On Asia: Cambodia

Cambodia was one of the last-minute portions of the trip I booked as somewhere to spend 3 days before the rest of my travel companions flew in.
Of course, I was glad to visit the Angkor temple complex, but there was more to Cambodia than just this.
Unfortunately, Cambodia seems like a country of contrasts. There's a wealthy portion of the population who work for the people's party, non-governmental organisations and other such institutions. Corruption is rife - something I didn't know the extent of until travelling to Cambodia.
Talking with a European couple who have lived here for over 10 years gave an enlightening perspective into how the country really works, something reinforced from talking to any local.
While I didn't experience anything untoward or corrupt first hand, I also was unaware Cambodia is considered one of the most corrupt governments in the world[1].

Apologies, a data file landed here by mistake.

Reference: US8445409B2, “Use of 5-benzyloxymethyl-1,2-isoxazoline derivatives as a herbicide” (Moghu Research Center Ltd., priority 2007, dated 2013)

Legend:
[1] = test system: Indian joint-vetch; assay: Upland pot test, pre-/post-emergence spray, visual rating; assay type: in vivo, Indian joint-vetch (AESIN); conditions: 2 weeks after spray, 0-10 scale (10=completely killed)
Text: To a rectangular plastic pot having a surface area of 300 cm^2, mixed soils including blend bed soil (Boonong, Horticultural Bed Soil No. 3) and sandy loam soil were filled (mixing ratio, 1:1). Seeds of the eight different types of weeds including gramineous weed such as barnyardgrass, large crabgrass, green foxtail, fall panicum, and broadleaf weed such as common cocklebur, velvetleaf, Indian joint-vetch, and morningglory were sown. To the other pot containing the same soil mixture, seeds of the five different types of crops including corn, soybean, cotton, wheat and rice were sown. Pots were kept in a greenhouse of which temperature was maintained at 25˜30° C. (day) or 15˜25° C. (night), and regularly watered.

There's also signs of development. Siam Reap had a whole host of glitzy hotels, upmarket restaurants, and, the pinnacle of any developed society, boutique independent coffee shops galore.

Much of this dark underside is invisible to the average tourist, but it's a shame to see a country with such potential still so far from being a true democracy.
With such a dark past, where an appetite for change and any degree of forward thinking was a death sentence, it's difficult to see any short-term change happening.

A beautiful country, but having seen the temples, somewhere I would be hesitant to be a patron of as a tourist until a more progressive government unfolds.

[1]: http://www.transparency.org/country#KHM

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